Also, the US has demonstrated it is very talented at using cyber warfare weapons against another country. In 1999 during NATO bombings in Yugoslavia, US covert intelligence experts made Serbian air defenses believe US planes were coming from the opposite direction they actually were. Later, America made the work involved in Iran producing nuclear weapons go awry (literally explode); this caused a big setback to Iran’s nuclear weapons program (recall Stuxnet). So, Washington has considerable capability to inject its influence into others’ internal affairs.

There are some other good reasons to believe China is not making efforts to influence America’s coming election and will not.

First, the Western liberal media harbors serious antipathy toward China. They abhor China’s rise because it is destroying the liberal world order. They also dislike China’s authoritarian politics, its human rights policies and more. Thus, they love the narrative that China is or may mess with the US election. Moreover, the case that Russia interfered with the last election has grown old and is not having much impact any more; the media needs a new villain.

Second, it is election season in the United States and politicians and their promoters as well as the US media like scapegoats. Since many Americans are jealous of and fearful of China, it is a prime target. This has been true of past elections. Thus, it is natural to vilify China more than usual during election campaign and it is now handy to charge China with election interference. Chinese leaders are acutely aware of both these points.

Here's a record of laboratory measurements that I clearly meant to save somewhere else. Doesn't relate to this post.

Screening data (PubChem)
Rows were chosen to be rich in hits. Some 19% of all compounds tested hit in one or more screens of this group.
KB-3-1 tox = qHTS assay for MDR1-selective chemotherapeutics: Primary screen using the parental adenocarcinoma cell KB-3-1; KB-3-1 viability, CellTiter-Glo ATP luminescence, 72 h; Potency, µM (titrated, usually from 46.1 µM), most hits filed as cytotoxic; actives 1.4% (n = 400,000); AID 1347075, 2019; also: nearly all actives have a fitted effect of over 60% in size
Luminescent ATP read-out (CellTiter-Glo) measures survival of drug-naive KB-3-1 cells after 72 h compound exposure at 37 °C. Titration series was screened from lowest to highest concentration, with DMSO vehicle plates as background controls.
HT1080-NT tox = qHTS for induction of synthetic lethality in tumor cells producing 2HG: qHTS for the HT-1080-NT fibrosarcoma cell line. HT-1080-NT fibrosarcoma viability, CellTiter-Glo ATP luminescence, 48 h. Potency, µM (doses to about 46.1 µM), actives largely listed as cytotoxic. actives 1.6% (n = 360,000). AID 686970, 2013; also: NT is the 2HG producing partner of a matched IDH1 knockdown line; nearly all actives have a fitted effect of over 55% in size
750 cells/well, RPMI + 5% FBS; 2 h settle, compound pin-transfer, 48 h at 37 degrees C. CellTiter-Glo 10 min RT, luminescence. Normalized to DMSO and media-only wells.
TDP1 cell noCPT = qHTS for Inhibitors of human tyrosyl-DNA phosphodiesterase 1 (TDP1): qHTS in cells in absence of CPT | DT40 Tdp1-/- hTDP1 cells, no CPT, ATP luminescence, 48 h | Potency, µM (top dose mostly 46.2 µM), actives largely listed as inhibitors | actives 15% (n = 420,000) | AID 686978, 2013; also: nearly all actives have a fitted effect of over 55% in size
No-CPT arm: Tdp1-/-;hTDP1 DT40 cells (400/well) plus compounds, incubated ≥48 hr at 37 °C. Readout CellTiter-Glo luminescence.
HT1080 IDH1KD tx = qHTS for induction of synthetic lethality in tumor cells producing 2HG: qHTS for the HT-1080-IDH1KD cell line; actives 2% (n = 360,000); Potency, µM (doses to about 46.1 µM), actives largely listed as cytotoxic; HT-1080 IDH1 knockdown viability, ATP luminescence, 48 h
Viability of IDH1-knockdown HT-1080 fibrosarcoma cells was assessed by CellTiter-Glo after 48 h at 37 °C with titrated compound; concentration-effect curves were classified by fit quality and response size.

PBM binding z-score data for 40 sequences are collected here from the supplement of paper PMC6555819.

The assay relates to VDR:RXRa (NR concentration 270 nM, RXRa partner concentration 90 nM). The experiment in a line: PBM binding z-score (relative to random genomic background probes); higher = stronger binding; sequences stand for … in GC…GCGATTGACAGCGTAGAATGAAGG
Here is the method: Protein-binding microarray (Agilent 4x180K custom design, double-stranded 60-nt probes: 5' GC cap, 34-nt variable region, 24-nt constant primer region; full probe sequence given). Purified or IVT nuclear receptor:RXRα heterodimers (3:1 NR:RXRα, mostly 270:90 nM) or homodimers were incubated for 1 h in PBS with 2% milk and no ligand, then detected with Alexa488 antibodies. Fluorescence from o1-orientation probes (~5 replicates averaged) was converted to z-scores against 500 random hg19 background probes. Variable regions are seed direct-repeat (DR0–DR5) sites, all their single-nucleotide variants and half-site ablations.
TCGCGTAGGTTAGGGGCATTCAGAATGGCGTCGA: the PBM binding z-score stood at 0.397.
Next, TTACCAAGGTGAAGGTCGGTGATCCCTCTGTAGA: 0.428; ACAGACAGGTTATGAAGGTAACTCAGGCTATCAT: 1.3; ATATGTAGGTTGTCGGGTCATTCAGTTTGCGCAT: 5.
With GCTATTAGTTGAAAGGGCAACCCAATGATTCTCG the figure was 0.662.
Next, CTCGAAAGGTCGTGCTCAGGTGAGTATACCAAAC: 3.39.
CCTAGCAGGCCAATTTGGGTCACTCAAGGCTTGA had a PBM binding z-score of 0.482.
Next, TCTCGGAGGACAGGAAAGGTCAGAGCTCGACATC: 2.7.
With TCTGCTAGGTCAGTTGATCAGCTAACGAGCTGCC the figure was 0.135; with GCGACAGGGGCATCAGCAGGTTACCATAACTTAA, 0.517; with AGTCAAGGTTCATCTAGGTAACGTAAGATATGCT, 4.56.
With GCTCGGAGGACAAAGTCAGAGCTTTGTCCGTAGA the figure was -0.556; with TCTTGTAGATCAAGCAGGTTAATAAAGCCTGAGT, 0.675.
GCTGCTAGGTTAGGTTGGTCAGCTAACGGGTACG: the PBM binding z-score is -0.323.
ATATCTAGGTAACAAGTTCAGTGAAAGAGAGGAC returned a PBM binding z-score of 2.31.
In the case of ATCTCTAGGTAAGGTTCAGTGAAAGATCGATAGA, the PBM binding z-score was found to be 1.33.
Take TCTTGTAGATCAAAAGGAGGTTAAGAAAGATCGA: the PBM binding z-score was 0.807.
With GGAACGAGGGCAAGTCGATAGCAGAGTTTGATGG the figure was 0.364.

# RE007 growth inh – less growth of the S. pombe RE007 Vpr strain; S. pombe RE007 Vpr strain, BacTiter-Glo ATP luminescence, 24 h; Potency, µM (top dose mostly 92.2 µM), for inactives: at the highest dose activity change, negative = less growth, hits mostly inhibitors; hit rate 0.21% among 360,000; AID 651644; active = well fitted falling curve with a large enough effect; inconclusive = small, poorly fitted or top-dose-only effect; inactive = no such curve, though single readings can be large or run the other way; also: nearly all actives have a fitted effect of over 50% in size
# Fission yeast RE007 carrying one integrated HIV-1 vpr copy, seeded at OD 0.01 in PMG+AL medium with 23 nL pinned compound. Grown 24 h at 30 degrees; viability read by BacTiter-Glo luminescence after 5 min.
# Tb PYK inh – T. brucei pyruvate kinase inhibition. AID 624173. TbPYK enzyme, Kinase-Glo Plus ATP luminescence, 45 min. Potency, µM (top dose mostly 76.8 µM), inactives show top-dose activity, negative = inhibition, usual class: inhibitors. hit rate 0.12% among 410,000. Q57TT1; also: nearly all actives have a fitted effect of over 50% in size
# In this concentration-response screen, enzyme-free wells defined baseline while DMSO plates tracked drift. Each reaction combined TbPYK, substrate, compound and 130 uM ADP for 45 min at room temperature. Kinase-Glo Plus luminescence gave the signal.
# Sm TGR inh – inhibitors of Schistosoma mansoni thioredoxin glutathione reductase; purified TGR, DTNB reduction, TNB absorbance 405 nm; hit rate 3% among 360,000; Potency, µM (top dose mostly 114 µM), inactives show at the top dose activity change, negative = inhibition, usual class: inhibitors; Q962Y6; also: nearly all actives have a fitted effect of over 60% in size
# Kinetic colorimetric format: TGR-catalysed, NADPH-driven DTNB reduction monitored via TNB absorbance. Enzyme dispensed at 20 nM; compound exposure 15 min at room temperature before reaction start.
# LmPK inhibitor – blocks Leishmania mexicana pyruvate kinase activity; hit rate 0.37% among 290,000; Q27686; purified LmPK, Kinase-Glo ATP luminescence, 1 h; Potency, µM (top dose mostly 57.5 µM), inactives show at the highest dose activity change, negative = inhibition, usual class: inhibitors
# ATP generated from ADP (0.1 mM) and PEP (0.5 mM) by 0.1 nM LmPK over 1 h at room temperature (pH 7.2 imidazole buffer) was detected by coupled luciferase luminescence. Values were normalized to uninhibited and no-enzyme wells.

Third, while China’s populace to some degree is distressed with President Trump, they still respect him. They perceive he resembles their own leader, President Xi, whom they highly respect. They still believe he reveres and likes China. Asking Chinese on the street about Donald Trump the common answer is they admire him. The wish that Hillary Clinton had won the election is something that is almost never heard.

Chinese leaders as well as the population have better feelings for Republicans than Democrats; Republicans have long treated China better. Last but not least, most of the Chinese leaders are optimistic that relations with President Trump will improve. Most also understand that America’s trade deficit with China is not sustainable and something must be done to fix it.

Thus, one should not anticipate China will mess with the US election and need to be skeptical when it is said it will. Certainly no one should take too seriously what a Chinese exile says or the reports from the anti-China media. Or even the harsh words exchanged between President Trump and Chinese leaders; that is their way of negotiating. Finally, the fact that China has fast developed its scientific capabilities tells us China is doing the right things (and humanity will benefit). It does not mean it will be used for nefarious purposes. Recall China invented gunpowder; the West used it in war.